Linked by Thom Holwerda on Sun 23rd Oct 2011 16:58 UTC
Amiga & AROS Big news from the Amiga world this weekend. That stubborn bunch are holding AmiWest 2011 this weekend, and it's been one heck of an eventful little, uh, event. Not only will the AmigaOne X1000 start shipping by year's end, Hyperion also announced something many in the Amiga world have been waiting for for a long time: an Amiga laptop. Update: Steven Solie, AmigaOS' team lead, also held a presentation about the past, present, and future of AmigaOS. The team is working on some pretty interesting stuff - protected address space, multicore support, USB3, new printing subsystem, and much more.
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RE[4]: Hefty price?
by chandler on Mon 24th Oct 2011 00:54 UTC in reply to "RE[3]: Hefty price?"
Member since:

Your ignorance of basic economics is showing. There are two cost components to mass-produced products: a fixed cost for design, validation, tooling, etc. and a per-unit cost based on the cost of the components and the time needed to assemble them. (Yes, engineers need to eat too.) The more units you sell, the more you can amortize that fixed cost.

The per-unit cost of the components also decreases as volume increases due to transactional costs, assurance of demand to the supplier, etc. It's wouldn't be at all surprising if the cost of the non-CPU components for a short run (under 10000 quantity) of these motherboards is 5x what it would cost a major manufacturer in high volume.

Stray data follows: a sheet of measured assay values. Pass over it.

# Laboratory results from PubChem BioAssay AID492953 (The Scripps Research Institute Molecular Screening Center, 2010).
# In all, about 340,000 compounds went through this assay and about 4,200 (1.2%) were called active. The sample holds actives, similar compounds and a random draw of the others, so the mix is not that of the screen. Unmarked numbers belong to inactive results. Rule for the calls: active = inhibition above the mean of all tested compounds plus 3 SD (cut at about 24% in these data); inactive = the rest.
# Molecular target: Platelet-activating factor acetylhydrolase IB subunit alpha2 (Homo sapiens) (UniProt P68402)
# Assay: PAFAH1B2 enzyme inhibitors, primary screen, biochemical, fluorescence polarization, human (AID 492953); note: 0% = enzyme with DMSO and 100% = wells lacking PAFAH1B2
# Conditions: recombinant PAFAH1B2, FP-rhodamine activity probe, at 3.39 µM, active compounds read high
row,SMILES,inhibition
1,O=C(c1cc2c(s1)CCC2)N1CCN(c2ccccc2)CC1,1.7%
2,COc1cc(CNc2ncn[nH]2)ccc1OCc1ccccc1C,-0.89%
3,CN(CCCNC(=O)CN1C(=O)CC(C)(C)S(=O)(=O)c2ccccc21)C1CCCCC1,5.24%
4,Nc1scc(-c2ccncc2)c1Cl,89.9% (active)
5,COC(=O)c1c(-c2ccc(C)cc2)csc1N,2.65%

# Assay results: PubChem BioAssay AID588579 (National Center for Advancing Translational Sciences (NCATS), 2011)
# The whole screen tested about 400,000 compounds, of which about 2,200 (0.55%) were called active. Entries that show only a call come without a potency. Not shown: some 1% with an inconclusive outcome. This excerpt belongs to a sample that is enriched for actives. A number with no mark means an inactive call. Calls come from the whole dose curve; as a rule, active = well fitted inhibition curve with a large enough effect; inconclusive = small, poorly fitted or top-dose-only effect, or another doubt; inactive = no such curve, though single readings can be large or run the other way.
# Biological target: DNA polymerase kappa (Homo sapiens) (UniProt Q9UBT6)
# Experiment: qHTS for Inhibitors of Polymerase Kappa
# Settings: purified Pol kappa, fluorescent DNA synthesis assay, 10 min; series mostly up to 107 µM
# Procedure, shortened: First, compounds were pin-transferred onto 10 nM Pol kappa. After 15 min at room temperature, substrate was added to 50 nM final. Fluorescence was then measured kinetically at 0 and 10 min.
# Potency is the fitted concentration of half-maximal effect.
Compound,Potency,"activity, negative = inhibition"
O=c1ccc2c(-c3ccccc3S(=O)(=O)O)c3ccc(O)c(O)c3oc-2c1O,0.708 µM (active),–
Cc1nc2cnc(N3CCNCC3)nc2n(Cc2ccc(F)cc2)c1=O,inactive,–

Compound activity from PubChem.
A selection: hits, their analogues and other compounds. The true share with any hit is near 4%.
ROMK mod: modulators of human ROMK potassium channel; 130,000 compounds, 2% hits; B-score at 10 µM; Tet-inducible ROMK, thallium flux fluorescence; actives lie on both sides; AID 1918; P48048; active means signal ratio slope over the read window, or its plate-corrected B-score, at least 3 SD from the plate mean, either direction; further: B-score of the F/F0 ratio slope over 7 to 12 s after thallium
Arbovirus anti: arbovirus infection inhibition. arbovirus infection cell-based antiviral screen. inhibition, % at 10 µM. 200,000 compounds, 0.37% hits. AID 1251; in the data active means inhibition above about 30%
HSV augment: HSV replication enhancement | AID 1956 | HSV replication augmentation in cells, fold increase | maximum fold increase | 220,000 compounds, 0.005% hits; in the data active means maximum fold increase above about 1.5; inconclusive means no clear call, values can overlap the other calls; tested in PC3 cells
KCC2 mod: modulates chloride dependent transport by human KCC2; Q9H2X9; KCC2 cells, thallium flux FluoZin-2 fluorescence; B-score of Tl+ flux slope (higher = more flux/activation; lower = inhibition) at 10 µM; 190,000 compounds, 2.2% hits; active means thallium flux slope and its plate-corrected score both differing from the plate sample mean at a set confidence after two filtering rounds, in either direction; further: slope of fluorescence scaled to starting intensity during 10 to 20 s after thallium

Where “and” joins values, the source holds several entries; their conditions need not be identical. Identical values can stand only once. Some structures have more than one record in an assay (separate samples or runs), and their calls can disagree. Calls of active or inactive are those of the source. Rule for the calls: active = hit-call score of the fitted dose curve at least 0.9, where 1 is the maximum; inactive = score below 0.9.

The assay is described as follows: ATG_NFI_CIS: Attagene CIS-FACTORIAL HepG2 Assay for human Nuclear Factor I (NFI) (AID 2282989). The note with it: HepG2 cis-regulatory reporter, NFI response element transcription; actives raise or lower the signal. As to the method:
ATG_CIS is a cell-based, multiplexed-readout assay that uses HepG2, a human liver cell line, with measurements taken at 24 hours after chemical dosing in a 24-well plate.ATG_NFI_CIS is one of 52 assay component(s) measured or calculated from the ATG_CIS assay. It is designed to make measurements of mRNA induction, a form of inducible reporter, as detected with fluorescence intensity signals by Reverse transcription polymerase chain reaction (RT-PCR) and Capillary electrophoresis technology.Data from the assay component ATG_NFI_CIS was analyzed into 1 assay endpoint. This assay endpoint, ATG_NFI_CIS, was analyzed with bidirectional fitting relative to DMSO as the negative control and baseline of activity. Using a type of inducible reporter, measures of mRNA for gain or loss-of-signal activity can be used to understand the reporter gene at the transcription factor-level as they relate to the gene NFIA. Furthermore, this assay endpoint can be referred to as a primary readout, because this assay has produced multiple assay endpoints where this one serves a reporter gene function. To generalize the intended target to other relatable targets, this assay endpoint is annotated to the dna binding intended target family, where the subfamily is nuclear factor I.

As far as the custom components in that picture, I see a very large red one... not to mention the PA Semi CPU which was not produced in high quantities.

Edited 2011-10-24 00:57 UTC

Reply Parent Score: 2

RE[5]: Hefty price?
by some1 on Mon 24th Oct 2011 03:40 in reply to "RE[4]: Hefty price?"
some1 Member since:

It's more like your inability to read more than 5 words into the comment. I'm commenting on the parts cost, which is what you called "per-unit cost". Given that the parts are not very new nor earth-shuttering this can be used as a rough estimate of "what you're getting" (design and development costs are much harder to compare across different companies and products).

As for per-unit cost decreasing with volume, this is certainly true, but much less so with circuitry than with silicon (that is, smaller batch size will give you competitive prices), which is why most devices are built with custom boards from mass produced chips. So just having "big red thing" is not enough to make it expensive to produce, if you're thinking at least 1000s units. And both PA6T and XCore are cheap. To quote "The PA6T-1682M is a high performance, low cost, cool running dual-core". XCore is generally available (e.g.

So, as I've already said, the price is to cover years of development with a small projected number of sold units. Which doesn't seem like a good value to me, but whatever makes you guys happy. I presume yourself and Thom have already pre-ordered?

Reply Parent Score: 2